At the end of the first act, for instance, Mélisande, Geneviève and Pélleas describe a ship leaving the harbour as a storm brews, wind and turgid water roiling in the orchestra. Altos, tenors and basses from the Sydney Philharmonia Choirs make a cameo as sailors, positioned at the back of the hall, their sound drifting across the audience.
Michaela Selinger, Daniel Sumegi, Charles Dutoit, Jerome Varnier, Marc Barrard and the Sydney Symphony Orchestra
The scenes of the opera are presented as separate vignettes, paintings or tapestries – set at moments across the story’s timeline – that build a larger picture, a sense of dream-like unease permeating the music right from the opening bassoon and string lines.
Barrard makes an implacable Golaud, his molten, dark-hued baritone pouring through the concert hall. His marriage to the apparently traumatised Mélisande occurs between scenes, leaving the audience’s imagination and Debussy’s enigmatic score to hint at the gaps. There’s a self-possessed confidence to his dismissal of Pelléas and Mélisande’s “childish games” that makes his gradual descent into jealous rage all the more terrifying.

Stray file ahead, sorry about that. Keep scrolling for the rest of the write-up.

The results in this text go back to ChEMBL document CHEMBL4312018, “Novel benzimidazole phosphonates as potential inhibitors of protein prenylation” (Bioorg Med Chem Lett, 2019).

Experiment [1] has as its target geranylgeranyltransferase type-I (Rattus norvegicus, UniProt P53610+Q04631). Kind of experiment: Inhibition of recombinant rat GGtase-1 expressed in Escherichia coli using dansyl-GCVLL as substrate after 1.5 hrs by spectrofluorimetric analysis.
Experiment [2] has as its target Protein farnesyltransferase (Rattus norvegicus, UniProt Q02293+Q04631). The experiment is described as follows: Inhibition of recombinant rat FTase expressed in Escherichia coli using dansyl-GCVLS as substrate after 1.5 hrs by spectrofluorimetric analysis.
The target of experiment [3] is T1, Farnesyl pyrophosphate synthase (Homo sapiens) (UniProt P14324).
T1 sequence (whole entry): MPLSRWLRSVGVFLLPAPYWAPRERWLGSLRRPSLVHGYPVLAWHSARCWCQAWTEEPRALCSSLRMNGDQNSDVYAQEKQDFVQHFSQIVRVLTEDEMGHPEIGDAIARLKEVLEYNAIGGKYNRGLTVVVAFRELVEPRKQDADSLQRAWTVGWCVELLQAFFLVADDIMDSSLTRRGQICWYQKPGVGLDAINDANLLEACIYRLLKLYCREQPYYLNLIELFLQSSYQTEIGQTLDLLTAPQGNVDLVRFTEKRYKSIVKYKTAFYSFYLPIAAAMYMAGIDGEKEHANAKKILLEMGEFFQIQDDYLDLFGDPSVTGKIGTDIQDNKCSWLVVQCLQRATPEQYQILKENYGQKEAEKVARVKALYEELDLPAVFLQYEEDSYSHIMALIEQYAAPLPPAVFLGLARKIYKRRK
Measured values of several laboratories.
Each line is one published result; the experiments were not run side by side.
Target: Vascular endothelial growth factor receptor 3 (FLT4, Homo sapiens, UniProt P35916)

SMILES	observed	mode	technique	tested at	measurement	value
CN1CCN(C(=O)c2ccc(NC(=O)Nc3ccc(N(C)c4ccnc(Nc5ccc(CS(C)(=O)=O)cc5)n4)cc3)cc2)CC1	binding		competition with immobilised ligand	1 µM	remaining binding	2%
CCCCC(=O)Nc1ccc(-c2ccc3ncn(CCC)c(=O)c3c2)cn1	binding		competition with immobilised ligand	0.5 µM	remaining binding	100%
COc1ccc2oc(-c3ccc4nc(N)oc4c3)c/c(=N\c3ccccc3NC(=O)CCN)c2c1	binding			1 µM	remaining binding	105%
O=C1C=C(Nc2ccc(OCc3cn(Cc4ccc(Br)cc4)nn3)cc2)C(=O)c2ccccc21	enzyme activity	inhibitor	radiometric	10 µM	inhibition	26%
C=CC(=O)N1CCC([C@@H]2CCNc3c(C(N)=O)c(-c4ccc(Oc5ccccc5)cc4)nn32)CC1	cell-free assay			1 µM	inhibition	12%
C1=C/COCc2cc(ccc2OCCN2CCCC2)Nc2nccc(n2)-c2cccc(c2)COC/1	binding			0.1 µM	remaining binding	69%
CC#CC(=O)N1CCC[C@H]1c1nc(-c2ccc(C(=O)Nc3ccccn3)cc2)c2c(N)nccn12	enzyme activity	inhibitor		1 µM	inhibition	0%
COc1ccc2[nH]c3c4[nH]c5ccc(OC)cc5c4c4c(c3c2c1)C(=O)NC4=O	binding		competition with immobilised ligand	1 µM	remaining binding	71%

Barrard’s straight-laced performance is perfectly offset by Selinger – who brings a lightness and agility to the role of Mélisande, her sound spritely from the very first breathy “Ne me touchez pas” (do not touch me). She exquisitely conjures soft French vowel sounds out of nothingness, letting them unfurl to float above the orchestra, and the transparent tone she brings to finale act is magical.
Madore’s baritone is softer-edged than Barrard’s, a finely polished sound matching the child-like mischievousness of Selinger’s Mélisande with puppy-dog enthusiasm in their scenes together, but taking on a more anxious timbre as Golaud shows him the castle vaults, Debussy’s score blazing into light as he emerges, when flurries of winds become a musical depiction of the smell of flowers, grass and sea air.